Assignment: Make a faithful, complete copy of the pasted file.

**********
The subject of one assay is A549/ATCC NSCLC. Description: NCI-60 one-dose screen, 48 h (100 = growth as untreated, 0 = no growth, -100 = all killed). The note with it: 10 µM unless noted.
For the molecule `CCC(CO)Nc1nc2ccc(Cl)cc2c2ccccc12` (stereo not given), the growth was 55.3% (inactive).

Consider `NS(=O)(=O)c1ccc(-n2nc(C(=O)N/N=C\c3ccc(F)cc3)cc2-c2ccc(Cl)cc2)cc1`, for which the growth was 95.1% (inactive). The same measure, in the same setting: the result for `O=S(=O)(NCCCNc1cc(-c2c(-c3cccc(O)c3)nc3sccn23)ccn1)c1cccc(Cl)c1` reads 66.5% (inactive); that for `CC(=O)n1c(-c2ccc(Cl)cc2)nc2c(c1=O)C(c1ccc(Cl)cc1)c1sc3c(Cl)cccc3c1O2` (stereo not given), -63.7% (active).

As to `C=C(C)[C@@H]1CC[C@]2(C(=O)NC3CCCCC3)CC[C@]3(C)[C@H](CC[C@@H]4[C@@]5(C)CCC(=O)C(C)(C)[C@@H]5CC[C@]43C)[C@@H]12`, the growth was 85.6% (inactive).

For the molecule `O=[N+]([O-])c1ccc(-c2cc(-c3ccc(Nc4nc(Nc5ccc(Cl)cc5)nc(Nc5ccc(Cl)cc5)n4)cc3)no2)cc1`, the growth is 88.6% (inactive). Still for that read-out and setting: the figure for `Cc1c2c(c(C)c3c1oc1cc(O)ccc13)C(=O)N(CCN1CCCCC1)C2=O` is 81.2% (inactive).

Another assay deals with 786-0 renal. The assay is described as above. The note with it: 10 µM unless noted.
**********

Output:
The subject of one assay is A549/ATCC NSCLC. Description: NCI-60 one-dose screen, 48 h (100 = growth as untreated, 0 = no growth, -100 = all killed). The note with it: 10 µM unless noted.
For the molecule `CCC(CO)Nc1nc2ccc(Cl)cc2c2ccccc12` (stereo not given), the growth was 55.3% (inactive).

Consider `NS(=O)(=O)c1ccc(-n2nc(C(=O)N/N=C\c3ccc(F)cc3)cc2-c2ccc(Cl)cc2)cc1`, for which the growth was 95.1% (inactive). The same measure, in the same setting: the result for `O=S(=O)(NCCCNc1cc(-c2c(-c3cccc(O)c3)nc3sccn23)ccn1)c1cccc(Cl)c1` reads 66.5% (inactive); that for `CC(=O)n1c(-c2ccc(Cl)cc2)nc2c(c1=O)C(c1ccc(Cl)cc1)c1sc3c(Cl)cccc3c1O2` (stereo not given), -63.7% (active).

As to `C=C(C)[C@@H]1CC[C@]2(C(=O)NC3CCCCC3)CC[C@]3(C)[C@H](CC[C@@H]4[C@@]5(C)CCC(=O)C(C)(C)[C@@H]5CC[C@]43C)[C@@H]12`, the growth was 85.6% (inactive).

For the molecule `O=[N+]([O-])c1ccc(-c2cc(-c3ccc(Nc4nc(Nc5ccc(Cl)cc5)nc(Nc5ccc(Cl)cc5)n4)cc3)no2)cc1`, the growth is 88.6% (inactive). Still for that read-out and setting: the figure for `Cc1c2c(c(C)c3c1oc1cc(O)ccc13)C(=O)N(CCN1CCCCC1)C2=O` is 81.2% (inactive).

Another assay deals with 786-0 renal. The assay is described as above. The note with it: 10 µM unless noted.